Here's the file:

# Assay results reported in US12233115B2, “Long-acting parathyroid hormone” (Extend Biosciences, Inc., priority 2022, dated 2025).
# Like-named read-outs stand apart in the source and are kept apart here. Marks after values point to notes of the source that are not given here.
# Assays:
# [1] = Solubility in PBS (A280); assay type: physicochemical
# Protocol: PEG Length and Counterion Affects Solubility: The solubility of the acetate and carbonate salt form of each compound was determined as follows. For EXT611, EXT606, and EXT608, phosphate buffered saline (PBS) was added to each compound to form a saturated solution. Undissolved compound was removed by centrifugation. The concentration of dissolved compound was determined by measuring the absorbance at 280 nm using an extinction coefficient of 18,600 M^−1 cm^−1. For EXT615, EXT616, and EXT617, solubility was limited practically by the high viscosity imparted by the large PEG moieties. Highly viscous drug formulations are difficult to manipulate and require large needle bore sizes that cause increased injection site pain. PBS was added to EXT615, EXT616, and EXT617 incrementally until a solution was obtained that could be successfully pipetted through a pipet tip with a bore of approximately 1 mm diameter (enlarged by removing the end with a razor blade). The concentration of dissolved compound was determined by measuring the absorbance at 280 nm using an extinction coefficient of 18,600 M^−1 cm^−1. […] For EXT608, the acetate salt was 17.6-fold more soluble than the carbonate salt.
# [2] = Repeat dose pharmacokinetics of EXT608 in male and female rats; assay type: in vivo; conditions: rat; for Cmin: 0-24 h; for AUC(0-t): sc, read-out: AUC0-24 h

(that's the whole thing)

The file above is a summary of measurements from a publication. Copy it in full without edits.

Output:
# Assay results reported in US12233115B2, “Long-acting parathyroid hormone” (Extend Biosciences, Inc., priority 2022, dated 2025).
# Like-named read-outs stand apart in the source and are kept apart here. Marks after values point to notes of the source that are not given here.
# Assays:
# [1] = Solubility in PBS (A280); assay type: physicochemical
# Protocol: PEG Length and Counterion Affects Solubility: The solubility of the acetate and carbonate salt form of each compound was determined as follows. For EXT611, EXT606, and EXT608, phosphate buffered saline (PBS) was added to each compound to form a saturated solution. Undissolved compound was removed by centrifugation. The concentration of dissolved compound was determined by measuring the absorbance at 280 nm using an extinction coefficient of 18,600 M^−1 cm^−1. For EXT615, EXT616, and EXT617, solubility was limited practically by the high viscosity imparted by the large PEG moieties. Highly viscous drug formulations are difficult to manipulate and require large needle bore sizes that cause increased injection site pain. PBS was added to EXT615, EXT616, and EXT617 incrementally until a solution was obtained that could be successfully pipetted through a pipet tip with a bore of approximately 1 mm diameter (enlarged by removing the end with a razor blade). The concentration of dissolved compound was determined by measuring the absorbance at 280 nm using an extinction coefficient of 18,600 M^−1 cm^−1. […] For EXT608, the acetate salt was 17.6-fold more soluble than the carbonate salt.
# [2] = Repeat dose pharmacokinetics of EXT608 in male and female rats; assay type: in vivo; conditions: rat; for Cmin: 0-24 h; for AUC(0-t): sc, read-out: AUC0-24 h